Well, the dictator Mubarak has resigned and the military is now in control and there is massive rejoicing. This morning, as I read the reports, however, I immediately thought of the parable of the swept house in Luke's gospel. The devil is expelled. He goes roaming around the world looking for new habitation only to come back with seven devils more evil than himself to reenter the "swept and tidy" house. The result, Luke tells us, is that "the last state of the man is worse than the first." (Luke 11: 25-26) Will this be Egypt's future?
The country is in a very precarious position. If the Muslim Brotherhood take power, the Middle East will be more of a powder keg than ever and Christians will see increased persecution under Islamic extremists. There is no reason to expect that Egypt will adopt a Jeffersonian version of government. Iraq should be a lesson. Since the ousting of Saddam Hussein, the Christians in Iraq have suffered increased persecution. They were better off under the dictator sad to say.
In a new Egypt, the fate of the coptic Christians who represent 10-20% of the population is a big question mark. Here are a few excerpts from an article at the U.S. Copts Association website:
Former U.N. Ambassador John Bolton warns Egypt’s ancient Coptic Christian minority could become increasingly endangered should the protests against Egyptian strongman Hosni Mubarak drive him from power....The article cites other sources who have a more optimistic view of the outcome, but the only thing anyone can say for sure right now is that Egypt's future is a big question mark. What isn't in question is the need for prayer. Another extremist government in the area is a frightening prospect for world peace. Scenarios for World War III generally predict the flashpoint in the Middle East. And with the state of corruption in the world, can any serious Catholic doubt the very real possibility of another war of punishment? The Blessed Mother's warnings at Akita come to mind.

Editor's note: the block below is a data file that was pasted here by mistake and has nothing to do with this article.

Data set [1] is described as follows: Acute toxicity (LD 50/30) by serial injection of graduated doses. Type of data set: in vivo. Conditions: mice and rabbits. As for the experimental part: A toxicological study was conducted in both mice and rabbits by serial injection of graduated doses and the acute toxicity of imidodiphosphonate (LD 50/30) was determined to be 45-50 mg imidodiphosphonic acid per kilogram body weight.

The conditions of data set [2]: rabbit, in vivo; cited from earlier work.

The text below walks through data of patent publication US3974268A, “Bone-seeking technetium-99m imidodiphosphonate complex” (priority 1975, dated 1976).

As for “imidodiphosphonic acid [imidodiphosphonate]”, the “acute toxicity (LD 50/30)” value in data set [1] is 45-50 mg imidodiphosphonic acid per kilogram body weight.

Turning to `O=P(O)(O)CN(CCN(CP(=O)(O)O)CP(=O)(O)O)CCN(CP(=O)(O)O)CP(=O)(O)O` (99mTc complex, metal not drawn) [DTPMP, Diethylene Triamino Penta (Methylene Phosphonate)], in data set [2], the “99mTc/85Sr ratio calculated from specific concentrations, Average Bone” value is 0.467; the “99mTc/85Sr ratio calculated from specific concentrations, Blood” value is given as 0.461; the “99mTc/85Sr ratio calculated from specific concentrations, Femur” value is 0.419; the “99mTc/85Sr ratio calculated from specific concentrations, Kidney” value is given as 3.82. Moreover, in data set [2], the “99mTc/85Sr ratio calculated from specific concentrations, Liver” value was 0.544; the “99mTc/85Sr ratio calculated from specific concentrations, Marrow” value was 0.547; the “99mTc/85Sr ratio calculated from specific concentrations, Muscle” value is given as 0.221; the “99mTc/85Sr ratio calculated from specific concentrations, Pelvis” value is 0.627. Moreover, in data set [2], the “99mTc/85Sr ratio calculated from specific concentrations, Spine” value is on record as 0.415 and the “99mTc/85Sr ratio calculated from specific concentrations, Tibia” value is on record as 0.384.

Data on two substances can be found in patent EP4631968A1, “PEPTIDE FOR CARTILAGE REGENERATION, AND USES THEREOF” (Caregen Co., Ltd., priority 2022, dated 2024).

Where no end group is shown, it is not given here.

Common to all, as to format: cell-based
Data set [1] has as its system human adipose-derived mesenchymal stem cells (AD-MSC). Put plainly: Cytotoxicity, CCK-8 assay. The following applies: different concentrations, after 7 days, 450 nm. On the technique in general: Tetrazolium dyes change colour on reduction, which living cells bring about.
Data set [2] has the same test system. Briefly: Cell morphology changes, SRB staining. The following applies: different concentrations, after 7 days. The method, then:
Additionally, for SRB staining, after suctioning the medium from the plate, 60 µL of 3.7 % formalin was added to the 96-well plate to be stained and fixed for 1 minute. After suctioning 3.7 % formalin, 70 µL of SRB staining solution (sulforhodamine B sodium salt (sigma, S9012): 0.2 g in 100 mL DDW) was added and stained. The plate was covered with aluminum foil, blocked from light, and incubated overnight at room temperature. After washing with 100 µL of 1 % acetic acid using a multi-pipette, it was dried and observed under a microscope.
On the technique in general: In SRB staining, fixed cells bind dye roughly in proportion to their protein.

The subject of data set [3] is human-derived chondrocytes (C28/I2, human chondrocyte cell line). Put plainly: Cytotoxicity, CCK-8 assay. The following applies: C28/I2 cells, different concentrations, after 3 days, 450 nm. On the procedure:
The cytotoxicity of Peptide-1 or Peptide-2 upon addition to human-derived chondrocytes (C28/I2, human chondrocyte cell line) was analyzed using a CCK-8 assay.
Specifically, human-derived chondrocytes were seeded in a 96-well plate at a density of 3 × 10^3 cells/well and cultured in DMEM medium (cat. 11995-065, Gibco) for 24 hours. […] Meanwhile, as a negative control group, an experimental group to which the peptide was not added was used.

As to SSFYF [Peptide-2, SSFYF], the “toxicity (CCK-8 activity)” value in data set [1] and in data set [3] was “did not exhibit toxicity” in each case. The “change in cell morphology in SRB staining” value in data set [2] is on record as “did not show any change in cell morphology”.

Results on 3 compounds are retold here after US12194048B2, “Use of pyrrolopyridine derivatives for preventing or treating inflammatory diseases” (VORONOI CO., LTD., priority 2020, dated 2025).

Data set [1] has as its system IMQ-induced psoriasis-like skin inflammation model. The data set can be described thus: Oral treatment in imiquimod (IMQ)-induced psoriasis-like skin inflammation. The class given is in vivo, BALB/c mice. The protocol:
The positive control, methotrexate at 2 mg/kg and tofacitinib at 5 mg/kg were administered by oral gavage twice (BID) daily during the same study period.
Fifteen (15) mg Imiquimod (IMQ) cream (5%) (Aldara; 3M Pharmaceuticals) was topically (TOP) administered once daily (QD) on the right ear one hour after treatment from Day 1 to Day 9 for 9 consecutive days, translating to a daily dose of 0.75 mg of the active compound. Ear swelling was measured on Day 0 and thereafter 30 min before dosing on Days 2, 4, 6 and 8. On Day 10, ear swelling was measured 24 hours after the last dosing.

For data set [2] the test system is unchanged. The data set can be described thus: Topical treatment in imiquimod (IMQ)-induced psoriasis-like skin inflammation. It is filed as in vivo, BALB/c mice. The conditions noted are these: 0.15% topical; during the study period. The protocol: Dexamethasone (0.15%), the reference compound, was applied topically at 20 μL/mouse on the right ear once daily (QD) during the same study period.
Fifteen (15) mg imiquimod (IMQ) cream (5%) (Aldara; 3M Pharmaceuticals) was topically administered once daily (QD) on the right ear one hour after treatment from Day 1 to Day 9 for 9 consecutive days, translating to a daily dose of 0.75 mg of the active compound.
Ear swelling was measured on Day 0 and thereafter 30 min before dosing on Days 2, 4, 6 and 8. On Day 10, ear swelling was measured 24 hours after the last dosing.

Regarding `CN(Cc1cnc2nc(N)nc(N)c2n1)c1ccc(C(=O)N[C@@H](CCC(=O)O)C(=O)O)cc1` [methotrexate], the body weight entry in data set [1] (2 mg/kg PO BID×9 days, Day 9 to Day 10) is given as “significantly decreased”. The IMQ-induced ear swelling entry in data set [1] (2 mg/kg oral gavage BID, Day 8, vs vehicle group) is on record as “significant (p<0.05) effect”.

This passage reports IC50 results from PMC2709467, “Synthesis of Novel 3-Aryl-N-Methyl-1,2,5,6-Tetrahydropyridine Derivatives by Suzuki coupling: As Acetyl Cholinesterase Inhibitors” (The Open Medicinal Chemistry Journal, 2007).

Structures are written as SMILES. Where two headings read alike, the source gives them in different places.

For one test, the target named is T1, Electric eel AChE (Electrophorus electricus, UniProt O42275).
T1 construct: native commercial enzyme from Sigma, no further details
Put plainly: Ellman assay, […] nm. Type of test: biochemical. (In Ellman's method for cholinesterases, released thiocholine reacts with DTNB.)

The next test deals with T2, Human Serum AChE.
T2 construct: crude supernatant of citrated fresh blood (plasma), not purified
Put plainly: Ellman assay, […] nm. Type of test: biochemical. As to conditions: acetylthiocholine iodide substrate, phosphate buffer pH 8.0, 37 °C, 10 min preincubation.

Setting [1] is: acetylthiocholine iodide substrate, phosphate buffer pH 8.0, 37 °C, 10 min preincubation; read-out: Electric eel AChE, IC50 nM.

Bolton points out Egypt’s outlawed Muslim Brotherhood, which promotes the Islamist ideology employed more violently by Hamas and other terror groups, stands to gain despite being a late comer to the revolt.
“One thing I want to say about all of these young people and all of these university students is what they’re learning in the universities is very similar to what the Muslim Brotherhood preaches,” Bolton said. “So we have to worry about the radicalism among the students is very, very high.”....
“The Copts I know are scared,” said Amir Makkar, a Copt who lives near Lancaster, Pa. “It’s a dangerous proposal with what is happening in Egypt because the problem is there is a lot of uncertainty and it is impossible to tell what is going to happen amid the chaos situation because anything could happen.”
Makkar, who pays close attention to the happenings in his homeland, believes Egypt could have a chance for democracy if someone like Mohammed ElBaradei replaces Mubarak.
But Copts fear the possibility the Brotherhood could use its strong organization to fill a power vacuum left by Mubarak.
My husband and I say a Hail Mary for world peace every night after we say the blessing over dinner. We invite you to join us. And fight abortion. As Mother Teresa often said, the fruit of abortion is nuclear war.
Our Lady, Queen of Peace, pray for us.